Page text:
Steve Munro posts a fascinating overview of the history of streetcar use in Toronto, and lays out the argument explaining why they are preferred over buses, not just in Toronto but in many cities of the world. One tidbit caught our eye: the reconstructed streetcar tracks should be much quieter than what has previously existed:
From Steve Munro’s blog:
Until the late 1960s, TTC track was built from continuously welded sections of rail, and this was installed in the street in a manner that made it fairly easy to dig up and make repairs. The welded rail holds together much longer and does not produce vibrations at the joints that lead to breakup of the pavement. In 1968, after a derailment accident with one of the two crane cars used to perform track installation, this practice stopped. At that time, the TTC’s policy was that streetcars would be gone by 1980, and there was no point in building track that would last for decades.
Fast forward to the early 1990s. By this time, the track infrastructure was badly deteriorated through inferior construction and vibration from the newer fleet, and the TTC had to roughly double the rate at which it replaced track. Roadbeds that should have lasted 25 years were wearing out in about 10.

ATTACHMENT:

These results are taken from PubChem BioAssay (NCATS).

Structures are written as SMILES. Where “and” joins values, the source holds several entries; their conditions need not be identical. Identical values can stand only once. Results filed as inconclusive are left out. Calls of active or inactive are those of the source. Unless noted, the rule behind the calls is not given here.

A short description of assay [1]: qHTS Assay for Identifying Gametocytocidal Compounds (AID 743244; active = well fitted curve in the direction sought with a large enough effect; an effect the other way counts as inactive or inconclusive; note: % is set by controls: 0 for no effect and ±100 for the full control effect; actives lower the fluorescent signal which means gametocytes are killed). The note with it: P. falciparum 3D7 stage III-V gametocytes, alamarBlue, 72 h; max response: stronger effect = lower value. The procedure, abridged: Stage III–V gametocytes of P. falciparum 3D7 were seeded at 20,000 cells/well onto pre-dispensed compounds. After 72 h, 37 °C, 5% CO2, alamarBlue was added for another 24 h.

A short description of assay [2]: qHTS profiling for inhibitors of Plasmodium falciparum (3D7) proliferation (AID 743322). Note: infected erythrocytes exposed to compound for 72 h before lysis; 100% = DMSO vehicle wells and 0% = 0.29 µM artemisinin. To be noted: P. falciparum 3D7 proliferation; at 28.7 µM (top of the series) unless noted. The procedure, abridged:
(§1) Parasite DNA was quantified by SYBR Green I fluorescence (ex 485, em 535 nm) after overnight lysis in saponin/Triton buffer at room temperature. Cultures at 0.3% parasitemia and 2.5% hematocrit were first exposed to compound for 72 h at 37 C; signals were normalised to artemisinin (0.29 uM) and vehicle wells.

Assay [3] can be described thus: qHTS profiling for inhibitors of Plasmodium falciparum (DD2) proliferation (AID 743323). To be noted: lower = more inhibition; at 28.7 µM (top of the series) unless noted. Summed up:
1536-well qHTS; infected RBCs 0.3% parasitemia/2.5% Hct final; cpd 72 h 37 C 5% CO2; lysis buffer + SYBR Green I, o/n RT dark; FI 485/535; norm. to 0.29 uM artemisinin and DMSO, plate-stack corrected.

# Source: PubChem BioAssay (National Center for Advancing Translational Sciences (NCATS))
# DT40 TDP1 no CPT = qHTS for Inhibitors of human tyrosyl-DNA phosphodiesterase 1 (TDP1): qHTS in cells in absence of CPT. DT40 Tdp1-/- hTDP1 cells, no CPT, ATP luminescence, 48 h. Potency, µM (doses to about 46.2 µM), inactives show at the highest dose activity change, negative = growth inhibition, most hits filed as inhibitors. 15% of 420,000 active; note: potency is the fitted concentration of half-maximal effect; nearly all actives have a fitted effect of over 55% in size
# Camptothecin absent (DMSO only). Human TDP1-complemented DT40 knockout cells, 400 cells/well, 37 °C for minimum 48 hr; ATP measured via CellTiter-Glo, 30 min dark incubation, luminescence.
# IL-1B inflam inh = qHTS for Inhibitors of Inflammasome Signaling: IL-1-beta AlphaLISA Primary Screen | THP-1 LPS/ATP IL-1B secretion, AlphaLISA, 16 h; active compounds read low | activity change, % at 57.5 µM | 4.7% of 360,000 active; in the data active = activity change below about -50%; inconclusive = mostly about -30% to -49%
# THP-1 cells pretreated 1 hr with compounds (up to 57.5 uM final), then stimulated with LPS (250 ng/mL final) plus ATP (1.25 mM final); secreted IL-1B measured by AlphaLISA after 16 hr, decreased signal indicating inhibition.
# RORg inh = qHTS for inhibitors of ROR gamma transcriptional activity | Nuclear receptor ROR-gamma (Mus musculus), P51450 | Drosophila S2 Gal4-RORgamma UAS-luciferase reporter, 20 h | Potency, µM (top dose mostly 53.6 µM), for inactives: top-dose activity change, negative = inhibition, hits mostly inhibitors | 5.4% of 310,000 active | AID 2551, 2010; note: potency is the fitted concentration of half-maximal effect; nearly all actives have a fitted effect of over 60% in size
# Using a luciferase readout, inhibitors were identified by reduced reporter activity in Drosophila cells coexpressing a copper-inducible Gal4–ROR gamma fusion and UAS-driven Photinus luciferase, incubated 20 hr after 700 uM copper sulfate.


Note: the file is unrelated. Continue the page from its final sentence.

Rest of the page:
They are now using a construction technique with welded rail and mechanical isolation of the track from the roadbed. Moreover, the substructure uses steel ties, rather than the untreated wood used since sometime in the 1970s. This means that the track bed will not disintegrate as the ties rot underneath it. Finally, all recent construction has gone right down to the base slab, and the lower layers of the structure should last a very long time with future track replacement limited to the upper part of the structure.
Track vibrations along Roncesvalles have been a big complaint of our community. It’s good to know that the TTC has changed its construction methods to ensure much quieter and longer-lasting tracks.